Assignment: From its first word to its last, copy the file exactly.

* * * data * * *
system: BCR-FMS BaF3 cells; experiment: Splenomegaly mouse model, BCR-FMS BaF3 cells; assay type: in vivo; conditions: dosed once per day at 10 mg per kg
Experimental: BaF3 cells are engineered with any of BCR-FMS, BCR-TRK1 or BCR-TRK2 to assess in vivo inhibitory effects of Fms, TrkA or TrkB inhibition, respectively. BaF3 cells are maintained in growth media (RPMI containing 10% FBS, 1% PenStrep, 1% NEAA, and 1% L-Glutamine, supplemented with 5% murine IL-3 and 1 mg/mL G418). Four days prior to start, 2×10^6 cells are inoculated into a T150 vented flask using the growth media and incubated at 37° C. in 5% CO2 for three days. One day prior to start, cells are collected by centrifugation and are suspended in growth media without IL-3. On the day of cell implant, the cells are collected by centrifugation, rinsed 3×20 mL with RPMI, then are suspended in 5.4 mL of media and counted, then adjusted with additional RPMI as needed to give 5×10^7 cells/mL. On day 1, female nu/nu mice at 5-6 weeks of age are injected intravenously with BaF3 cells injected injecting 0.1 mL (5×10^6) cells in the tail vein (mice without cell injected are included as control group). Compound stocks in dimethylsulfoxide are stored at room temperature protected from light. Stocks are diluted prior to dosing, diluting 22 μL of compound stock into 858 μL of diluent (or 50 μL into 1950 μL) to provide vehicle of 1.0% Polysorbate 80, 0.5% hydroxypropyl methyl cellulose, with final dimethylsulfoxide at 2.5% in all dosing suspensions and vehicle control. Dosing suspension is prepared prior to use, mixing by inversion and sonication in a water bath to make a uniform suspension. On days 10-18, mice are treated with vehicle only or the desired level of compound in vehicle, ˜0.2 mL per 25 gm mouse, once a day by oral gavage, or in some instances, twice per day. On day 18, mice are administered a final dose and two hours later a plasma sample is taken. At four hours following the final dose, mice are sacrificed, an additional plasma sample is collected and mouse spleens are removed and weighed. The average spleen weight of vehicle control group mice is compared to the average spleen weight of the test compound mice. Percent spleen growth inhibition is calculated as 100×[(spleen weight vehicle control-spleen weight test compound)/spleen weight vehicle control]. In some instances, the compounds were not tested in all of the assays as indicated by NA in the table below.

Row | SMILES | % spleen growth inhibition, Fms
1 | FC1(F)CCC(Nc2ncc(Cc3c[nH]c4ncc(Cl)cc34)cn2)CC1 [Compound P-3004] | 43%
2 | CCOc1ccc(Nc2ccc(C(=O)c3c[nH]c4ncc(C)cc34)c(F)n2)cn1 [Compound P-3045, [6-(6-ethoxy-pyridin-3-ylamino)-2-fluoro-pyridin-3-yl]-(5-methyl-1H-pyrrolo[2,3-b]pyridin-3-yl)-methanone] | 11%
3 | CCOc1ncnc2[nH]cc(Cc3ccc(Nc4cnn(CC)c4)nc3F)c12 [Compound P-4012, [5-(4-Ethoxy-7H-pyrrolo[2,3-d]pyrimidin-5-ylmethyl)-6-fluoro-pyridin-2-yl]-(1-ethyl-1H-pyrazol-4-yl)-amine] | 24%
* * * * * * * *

system: BCR-FMS BaF3 cells; experiment: Splenomegaly mouse model, BCR-FMS BaF3 cells; assay type: in vivo; conditions: dosed once per day at 10 mg per kg
Experimental: BaF3 cells are engineered with any of BCR-FMS, BCR-TRK1 or BCR-TRK2 to assess in vivo inhibitory effects of Fms, TrkA or TrkB inhibition, respectively. BaF3 cells are maintained in growth media (RPMI containing 10% FBS, 1% PenStrep, 1% NEAA, and 1% L-Glutamine, supplemented with 5% murine IL-3 and 1 mg/mL G418). Four days prior to start, 2×10^6 cells are inoculated into a T150 vented flask using the growth media and incubated at 37° C. in 5% CO2 for three days. One day prior to start, cells are collected by centrifugation and are suspended in growth media without IL-3. On the day of cell implant, the cells are collected by centrifugation, rinsed 3×20 mL with RPMI, then are suspended in 5.4 mL of media and counted, then adjusted with additional RPMI as needed to give 5×10^7 cells/mL. On day 1, female nu/nu mice at 5-6 weeks of age are injected intravenously with BaF3 cells injected injecting 0.1 mL (5×10^6) cells in the tail vein (mice without cell injected are included as control group). Compound stocks in dimethylsulfoxide are stored at room temperature protected from light. Stocks are diluted prior to dosing, diluting 22 μL of compound stock into 858 μL of diluent (or 50 μL into 1950 μL) to provide vehicle of 1.0% Polysorbate 80, 0.5% hydroxypropyl methyl cellulose, with final dimethylsulfoxide at 2.5% in all dosing suspensions and vehicle control. Dosing suspension is prepared prior to use, mixing by inversion and sonication in a water bath to make a uniform suspension. On days 10-18, mice are treated with vehicle only or the desired level of compound in vehicle, ˜0.2 mL per 25 gm mouse, once a day by oral gavage, or in some instances, twice per day. On day 18, mice are administered a final dose and two hours later a plasma sample is taken. At four hours following the final dose, mice are sacrificed, an additional plasma sample is collected and mouse spleens are removed and weighed. The average spleen weight of vehicle control group mice is compared to the average spleen weight of the test compound mice. Percent spleen growth inhibition is calculated as 100×[(spleen weight vehicle control-spleen weight test compound)/spleen weight vehicle control]. In some instances, the compounds were not tested in all of the assays as indicated by NA in the table below.

Row | SMILES | % spleen growth inhibition, Fms
1 | FC1(F)CCC(Nc2ncc(Cc3c[nH]c4ncc(Cl)cc34)cn2)CC1 [Compound P-3004] | 43%
2 | CCOc1ccc(Nc2ccc(C(=O)c3c[nH]c4ncc(C)cc34)c(F)n2)cn1 [Compound P-3045, [6-(6-ethoxy-pyridin-3-ylamino)-2-fluoro-pyridin-3-yl]-(5-methyl-1H-pyrrolo[2,3-b]pyridin-3-yl)-methanone] | 11%
3 | CCOc1ncnc2[nH]cc(Cc3ccc(Nc4cnn(CC)c4)nc3F)c12 [Compound P-4012, [5-(4-Ethoxy-7H-pyrrolo[2,3-d]pyrimidin-5-ylmethyl)-6-fluoro-pyridin-2-yl]-(1-ethyl-1H-pyrazol-4-yl)-amine] | 24%